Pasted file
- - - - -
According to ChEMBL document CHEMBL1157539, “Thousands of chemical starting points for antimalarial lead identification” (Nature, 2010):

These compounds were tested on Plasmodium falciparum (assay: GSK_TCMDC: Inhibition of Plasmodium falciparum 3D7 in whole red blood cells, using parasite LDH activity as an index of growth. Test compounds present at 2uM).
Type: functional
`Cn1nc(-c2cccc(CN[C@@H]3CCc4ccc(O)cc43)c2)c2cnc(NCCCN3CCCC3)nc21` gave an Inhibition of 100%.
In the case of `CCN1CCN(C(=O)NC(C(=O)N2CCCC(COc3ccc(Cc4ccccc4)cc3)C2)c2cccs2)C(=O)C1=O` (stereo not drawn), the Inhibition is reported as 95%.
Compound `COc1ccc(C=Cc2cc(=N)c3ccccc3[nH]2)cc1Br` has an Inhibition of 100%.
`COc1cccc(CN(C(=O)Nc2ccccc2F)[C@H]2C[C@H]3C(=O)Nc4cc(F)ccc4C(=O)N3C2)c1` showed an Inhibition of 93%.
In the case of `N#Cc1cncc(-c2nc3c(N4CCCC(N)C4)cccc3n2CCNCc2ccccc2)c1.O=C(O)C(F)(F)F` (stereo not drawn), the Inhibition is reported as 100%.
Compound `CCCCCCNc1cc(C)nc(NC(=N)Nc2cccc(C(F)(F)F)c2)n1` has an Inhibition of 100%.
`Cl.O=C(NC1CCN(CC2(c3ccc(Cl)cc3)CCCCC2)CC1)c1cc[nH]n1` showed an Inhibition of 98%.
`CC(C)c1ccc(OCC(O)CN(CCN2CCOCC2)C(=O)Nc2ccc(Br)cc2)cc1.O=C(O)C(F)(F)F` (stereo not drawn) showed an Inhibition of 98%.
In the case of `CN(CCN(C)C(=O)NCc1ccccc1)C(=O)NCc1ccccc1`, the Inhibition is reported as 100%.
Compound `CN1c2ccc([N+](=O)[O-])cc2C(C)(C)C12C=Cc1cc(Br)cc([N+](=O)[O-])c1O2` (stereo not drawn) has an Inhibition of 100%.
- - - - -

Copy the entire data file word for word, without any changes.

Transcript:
According to ChEMBL document CHEMBL1157539, “Thousands of chemical starting points for antimalarial lead identification” (Nature, 2010):

These compounds were tested on Plasmodium falciparum (assay: GSK_TCMDC: Inhibition of Plasmodium falciparum 3D7 in whole red blood cells, using parasite LDH activity as an index of growth. Test compounds present at 2uM).
Type: functional
`Cn1nc(-c2cccc(CN[C@@H]3CCc4ccc(O)cc43)c2)c2cnc(NCCCN3CCCC3)nc21` gave an Inhibition of 100%.
In the case of `CCN1CCN(C(=O)NC(C(=O)N2CCCC(COc3ccc(Cc4ccccc4)cc3)C2)c2cccs2)C(=O)C1=O` (stereo not drawn), the Inhibition is reported as 95%.
Compound `COc1ccc(C=Cc2cc(=N)c3ccccc3[nH]2)cc1Br` has an Inhibition of 100%.
`COc1cccc(CN(C(=O)Nc2ccccc2F)[C@H]2C[C@H]3C(=O)Nc4cc(F)ccc4C(=O)N3C2)c1` showed an Inhibition of 93%.
In the case of `N#Cc1cncc(-c2nc3c(N4CCCC(N)C4)cccc3n2CCNCc2ccccc2)c1.O=C(O)C(F)(F)F` (stereo not drawn), the Inhibition is reported as 100%.
Compound `CCCCCCNc1cc(C)nc(NC(=N)Nc2cccc(C(F)(F)F)c2)n1` has an Inhibition of 100%.
`Cl.O=C(NC1CCN(CC2(c3ccc(Cl)cc3)CCCCC2)CC1)c1cc[nH]n1` showed an Inhibition of 98%.
`CC(C)c1ccc(OCC(O)CN(CCN2CCOCC2)C(=O)Nc2ccc(Br)cc2)cc1.O=C(O)C(F)(F)F` (stereo not drawn) showed an Inhibition of 98%.
In the case of `CN(CCN(C)C(=O)NCc1ccccc1)C(=O)NCc1ccccc1`, the Inhibition is reported as 100%.
Compound `CN1c2ccc([N+](=O)[O-])cc2C(C)(C)C12C=Cc1cc(Br)cc([N+](=O)[O-])c1O2` (stereo not drawn) has an Inhibition of 100%.